Invasive Species Spreading Out of Control

As we reported on our blog last year, millions of ash trees stand dead throughout Ohio, Michigan, Illinois, and Indiana since the accidental introduction of the emerald ash borer in the United States and Canada in the 1990’s. The invasive Emerald Ash Borer has killed 50 to 100 million ash trees and threatens over 7 billion trees throughout North America. This pesky beetle only attacks ash trees. The beetles are metallic green with purple segments under their wings, about ½” long, and have flattened backs.

Because these insects are so hard to control and spread so quickly, devastation is quick and severe. Our best efforts at controlling the infestation have slowed it down at best. However, in some areas of the country this year, temperatures may have stayed cold enough long enough to kill some tree killing invasive insects, like the emerald ash borer.

Expert Survival Skills

The larvae of these insects are somewhat vulnerable to extreme cold. After the insects lay their eggs in the bark of ash trees in the late summer months, the beetle larvaes start to bore into the trees, feeding on the tissue of the tree. Damage to the conductive tissue of the tree prevents water and nutrients from feeding the tree. 

These insects are incredbile survivors and will resort to extreme measures to make it through the cold winter. Their survival instincts include a technique called “super cooling,” which happens when temperatures first drop in late fall. The larvae will stop feeding and stay under the bark of the tree where it is protected. The larvae will even purge the contents of its stomach because the contents could freeze. When the larvae does this, it will fold itself in half. That is the behavior entomologists are discovering when they peel back the bark of ash trees. Apparently, they are being forced to resort to these extreme measures to survive.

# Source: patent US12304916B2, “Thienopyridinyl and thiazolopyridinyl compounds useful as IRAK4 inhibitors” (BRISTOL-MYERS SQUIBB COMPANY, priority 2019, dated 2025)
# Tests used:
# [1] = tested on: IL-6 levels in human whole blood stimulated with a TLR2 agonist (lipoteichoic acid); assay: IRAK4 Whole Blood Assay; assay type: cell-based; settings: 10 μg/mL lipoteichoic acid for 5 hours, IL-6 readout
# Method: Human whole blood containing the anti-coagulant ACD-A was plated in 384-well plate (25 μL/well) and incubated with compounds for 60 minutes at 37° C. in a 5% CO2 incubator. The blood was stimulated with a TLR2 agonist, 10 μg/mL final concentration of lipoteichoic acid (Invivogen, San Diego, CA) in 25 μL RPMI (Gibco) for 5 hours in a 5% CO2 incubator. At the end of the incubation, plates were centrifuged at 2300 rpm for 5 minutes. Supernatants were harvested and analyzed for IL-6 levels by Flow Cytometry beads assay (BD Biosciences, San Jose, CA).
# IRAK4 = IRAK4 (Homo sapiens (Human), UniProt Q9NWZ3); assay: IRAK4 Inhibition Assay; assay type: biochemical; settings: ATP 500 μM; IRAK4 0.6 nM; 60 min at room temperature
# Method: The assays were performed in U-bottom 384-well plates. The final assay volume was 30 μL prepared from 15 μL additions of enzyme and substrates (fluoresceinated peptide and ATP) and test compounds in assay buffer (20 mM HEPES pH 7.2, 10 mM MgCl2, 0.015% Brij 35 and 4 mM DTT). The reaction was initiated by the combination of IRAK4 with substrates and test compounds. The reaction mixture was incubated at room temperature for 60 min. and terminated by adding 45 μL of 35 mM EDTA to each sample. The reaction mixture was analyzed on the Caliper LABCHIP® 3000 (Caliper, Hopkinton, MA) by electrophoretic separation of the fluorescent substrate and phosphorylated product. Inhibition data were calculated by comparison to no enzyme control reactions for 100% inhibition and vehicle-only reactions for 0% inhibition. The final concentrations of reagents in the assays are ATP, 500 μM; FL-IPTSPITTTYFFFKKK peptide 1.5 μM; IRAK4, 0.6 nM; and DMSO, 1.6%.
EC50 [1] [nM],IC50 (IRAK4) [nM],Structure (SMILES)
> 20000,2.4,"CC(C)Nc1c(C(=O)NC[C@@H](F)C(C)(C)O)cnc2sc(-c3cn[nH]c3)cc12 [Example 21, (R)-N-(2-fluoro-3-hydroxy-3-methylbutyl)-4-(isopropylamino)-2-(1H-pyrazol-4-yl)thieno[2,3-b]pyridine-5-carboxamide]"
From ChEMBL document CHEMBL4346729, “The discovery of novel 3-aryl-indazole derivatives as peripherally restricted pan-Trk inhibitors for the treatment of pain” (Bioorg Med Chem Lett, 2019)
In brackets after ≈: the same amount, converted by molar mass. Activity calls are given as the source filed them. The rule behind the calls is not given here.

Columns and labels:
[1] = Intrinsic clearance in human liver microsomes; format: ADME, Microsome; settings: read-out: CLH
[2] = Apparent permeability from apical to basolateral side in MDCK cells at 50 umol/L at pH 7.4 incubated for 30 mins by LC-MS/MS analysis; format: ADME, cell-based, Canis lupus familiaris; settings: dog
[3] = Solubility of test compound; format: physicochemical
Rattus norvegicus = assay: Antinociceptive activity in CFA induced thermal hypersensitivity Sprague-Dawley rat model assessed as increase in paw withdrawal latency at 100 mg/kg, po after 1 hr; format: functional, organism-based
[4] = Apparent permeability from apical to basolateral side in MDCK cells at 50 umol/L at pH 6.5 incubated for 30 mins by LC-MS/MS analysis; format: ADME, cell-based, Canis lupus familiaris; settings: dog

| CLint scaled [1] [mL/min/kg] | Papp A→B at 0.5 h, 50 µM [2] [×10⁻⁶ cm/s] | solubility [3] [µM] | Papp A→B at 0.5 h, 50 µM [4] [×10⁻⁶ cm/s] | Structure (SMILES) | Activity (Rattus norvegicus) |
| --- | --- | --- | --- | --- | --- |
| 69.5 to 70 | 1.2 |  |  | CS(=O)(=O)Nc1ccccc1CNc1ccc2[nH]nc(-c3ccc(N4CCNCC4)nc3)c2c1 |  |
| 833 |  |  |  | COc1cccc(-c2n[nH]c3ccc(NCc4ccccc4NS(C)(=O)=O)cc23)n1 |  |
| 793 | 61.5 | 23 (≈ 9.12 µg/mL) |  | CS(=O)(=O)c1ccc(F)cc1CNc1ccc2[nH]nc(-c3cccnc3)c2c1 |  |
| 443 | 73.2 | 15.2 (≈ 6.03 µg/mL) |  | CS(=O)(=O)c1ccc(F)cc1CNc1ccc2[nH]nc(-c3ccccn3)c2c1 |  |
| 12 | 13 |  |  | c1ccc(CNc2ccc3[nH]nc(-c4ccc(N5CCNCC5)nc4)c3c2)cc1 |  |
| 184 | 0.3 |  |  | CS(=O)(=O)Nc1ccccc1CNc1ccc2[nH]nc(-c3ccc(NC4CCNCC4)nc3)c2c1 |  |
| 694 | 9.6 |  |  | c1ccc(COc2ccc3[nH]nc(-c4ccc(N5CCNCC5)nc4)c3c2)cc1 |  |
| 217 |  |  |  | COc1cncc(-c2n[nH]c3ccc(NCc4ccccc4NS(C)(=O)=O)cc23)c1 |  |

Might the Emerald Ash Borer be Frozen Out?

Even with their extraordinary ability to adapt and survive, the insect will still die when temperatures are cold enough. 

“There’s no magic number in all of this,” says Robert Venette, a research biologist with the U.S. Forest Service in Minnesota. “When temperatures fall to minus 20 to minus 30 degrees Fahrenheit, that’s when things get interesting.”

He goes on to explain that at 20 degrees below zero, as much as half of the population of emerald ash boreres could die off. At 30 degrees below zero, nearly none will survive. 

Central Indiana has recorded low temperatures of 10 degrees below zero — perhaps not low enough to have a significant impact on the invasive species, but with extreme cold temperatures in the forecast again this week, the thought of saving ash trees might just be a silver lining to the frigid air.

Landscape Solutions provides services related to this infestation, from prevantative treatment to tree removal and replacement as appropriate. CONTACT US for more information. 

Does the cold snap mean death for the Emerald Ash Borer?